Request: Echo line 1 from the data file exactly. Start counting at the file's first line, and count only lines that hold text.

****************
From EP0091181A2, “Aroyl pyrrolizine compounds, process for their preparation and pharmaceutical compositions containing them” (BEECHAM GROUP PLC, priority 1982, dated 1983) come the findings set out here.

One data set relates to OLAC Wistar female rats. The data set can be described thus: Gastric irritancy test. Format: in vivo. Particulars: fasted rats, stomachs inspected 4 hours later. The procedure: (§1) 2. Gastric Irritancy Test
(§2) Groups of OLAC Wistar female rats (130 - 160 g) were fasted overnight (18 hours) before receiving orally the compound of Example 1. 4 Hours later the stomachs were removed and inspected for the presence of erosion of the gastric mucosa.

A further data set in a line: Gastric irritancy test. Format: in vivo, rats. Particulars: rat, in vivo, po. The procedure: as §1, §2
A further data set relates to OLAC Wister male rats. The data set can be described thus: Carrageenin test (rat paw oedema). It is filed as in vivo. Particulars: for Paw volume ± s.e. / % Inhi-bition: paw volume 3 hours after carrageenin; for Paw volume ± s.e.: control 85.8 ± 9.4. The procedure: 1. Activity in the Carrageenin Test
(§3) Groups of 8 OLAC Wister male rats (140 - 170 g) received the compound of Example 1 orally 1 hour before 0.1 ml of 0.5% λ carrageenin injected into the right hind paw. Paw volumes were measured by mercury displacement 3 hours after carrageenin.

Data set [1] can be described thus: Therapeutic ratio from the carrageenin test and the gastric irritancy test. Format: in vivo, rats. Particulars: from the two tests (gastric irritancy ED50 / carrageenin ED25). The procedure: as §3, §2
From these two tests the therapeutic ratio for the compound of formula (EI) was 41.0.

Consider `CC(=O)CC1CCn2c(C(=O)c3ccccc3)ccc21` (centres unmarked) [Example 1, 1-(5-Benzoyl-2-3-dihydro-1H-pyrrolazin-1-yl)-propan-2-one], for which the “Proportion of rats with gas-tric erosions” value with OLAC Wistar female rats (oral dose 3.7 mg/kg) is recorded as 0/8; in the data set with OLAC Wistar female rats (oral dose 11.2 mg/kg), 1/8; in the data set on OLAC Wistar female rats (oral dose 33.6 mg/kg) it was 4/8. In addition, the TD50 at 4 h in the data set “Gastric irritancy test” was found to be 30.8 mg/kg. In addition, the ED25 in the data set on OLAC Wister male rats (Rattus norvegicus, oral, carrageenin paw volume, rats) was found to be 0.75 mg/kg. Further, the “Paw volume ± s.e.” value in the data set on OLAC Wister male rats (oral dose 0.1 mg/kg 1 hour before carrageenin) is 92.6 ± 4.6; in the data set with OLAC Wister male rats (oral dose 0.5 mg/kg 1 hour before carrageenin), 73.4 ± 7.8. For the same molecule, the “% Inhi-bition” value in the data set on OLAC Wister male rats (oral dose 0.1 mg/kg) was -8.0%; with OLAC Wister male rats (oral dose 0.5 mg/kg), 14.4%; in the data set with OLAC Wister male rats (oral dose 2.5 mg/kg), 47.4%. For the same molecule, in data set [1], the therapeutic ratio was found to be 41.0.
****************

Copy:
From EP0091181A2, “Aroyl pyrrolizine compounds, process for their preparation and pharmaceutical compositions containing them” (BEECHAM GROUP PLC, priority 1982, dated 1983) come the findings set out here.